The great majority of published work on the subject of quantum transport deals with conditions very near to thermal equilibrium, particularly with very small voltage drop across the transporting system. These conditions are known as the ``linear-response regime,'' because the currents induced are linear in the applied voltage. The reason that such circumstances have received so much attention is not due to the technological importance of the linear-response regime, but is rather due to the difficulty of theoretically describing significant departures from equilibrium. If these departures are negligible, then one may invoke the well-developed machinery of equilibrium statistical physics and simply treat the departure from equilibrium as a small perturbation on the equilibrium state.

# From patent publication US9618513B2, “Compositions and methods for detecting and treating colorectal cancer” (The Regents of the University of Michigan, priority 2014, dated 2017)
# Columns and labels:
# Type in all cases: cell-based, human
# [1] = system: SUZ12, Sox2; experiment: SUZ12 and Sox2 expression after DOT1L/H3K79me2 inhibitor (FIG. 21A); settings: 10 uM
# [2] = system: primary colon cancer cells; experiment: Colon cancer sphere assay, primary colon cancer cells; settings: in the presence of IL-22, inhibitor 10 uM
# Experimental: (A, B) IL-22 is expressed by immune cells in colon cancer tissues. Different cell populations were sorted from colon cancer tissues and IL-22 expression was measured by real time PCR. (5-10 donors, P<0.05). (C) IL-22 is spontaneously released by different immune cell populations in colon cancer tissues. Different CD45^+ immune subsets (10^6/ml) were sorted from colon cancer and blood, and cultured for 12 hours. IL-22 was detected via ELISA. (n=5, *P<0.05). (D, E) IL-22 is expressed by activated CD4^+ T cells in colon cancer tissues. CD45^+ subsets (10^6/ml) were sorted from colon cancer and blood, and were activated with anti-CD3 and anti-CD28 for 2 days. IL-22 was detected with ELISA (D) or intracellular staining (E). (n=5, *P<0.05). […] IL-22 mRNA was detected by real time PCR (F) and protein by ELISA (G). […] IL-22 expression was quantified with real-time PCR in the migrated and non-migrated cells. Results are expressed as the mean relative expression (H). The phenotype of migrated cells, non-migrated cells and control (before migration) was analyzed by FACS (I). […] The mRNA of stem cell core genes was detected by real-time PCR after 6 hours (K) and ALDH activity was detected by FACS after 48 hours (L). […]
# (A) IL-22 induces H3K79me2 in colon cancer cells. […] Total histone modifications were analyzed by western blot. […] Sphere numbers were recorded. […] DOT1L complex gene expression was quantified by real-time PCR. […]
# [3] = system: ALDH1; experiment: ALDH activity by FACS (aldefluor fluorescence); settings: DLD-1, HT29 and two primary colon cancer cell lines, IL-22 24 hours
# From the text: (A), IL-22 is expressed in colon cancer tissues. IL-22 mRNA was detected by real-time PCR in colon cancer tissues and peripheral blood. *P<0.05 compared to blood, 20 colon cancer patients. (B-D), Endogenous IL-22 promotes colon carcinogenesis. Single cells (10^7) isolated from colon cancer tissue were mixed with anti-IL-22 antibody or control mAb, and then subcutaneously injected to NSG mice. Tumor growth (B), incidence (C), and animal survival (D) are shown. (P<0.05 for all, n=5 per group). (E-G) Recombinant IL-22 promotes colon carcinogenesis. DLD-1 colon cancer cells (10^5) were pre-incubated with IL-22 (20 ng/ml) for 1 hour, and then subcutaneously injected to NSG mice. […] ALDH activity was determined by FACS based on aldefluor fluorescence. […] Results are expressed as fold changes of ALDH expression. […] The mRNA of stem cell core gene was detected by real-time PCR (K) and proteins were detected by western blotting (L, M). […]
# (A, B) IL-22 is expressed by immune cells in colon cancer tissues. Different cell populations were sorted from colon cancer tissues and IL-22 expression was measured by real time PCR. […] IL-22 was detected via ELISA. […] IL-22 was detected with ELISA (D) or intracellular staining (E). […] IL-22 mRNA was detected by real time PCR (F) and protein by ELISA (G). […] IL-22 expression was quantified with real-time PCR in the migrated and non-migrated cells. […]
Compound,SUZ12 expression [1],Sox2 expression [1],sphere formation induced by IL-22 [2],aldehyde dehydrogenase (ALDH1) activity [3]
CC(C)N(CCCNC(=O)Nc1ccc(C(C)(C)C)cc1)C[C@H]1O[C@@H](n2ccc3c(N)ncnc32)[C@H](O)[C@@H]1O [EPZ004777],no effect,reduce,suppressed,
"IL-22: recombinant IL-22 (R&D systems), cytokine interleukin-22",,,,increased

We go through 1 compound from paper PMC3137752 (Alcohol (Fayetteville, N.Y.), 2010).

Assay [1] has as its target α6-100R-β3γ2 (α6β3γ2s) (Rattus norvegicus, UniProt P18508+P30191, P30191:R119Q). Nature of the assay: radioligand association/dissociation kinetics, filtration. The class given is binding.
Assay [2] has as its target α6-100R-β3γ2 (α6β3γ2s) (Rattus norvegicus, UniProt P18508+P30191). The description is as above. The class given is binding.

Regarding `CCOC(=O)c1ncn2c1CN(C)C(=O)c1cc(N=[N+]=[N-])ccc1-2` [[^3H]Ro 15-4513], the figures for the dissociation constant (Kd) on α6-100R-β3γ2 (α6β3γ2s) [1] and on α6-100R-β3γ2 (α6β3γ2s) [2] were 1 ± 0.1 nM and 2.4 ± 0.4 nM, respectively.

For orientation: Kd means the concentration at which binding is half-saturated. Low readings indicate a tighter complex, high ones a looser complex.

One approach to linear response theory is represented by the Kubo formula for the conductivity [22,23]
where the brackets indicate an average over the equilibrium state. This is a form of the fluctuation-dissipation theorem, relating a transport coefficient, which necessarily characterizes a dissipative process, to the fluctuations about the equilibrium state. Another well-known form of the fluctuation-dissipation theorem is the Einstein relation connecting the mobility and the diffusivity in classical transport theory: . The Kubo formula expresses the conductivity in terms of the autocorrelation of the current density; if one can calculate this autocorrelation from the equations of motion, for example, one can evaluate the frequency-dependent conductivity.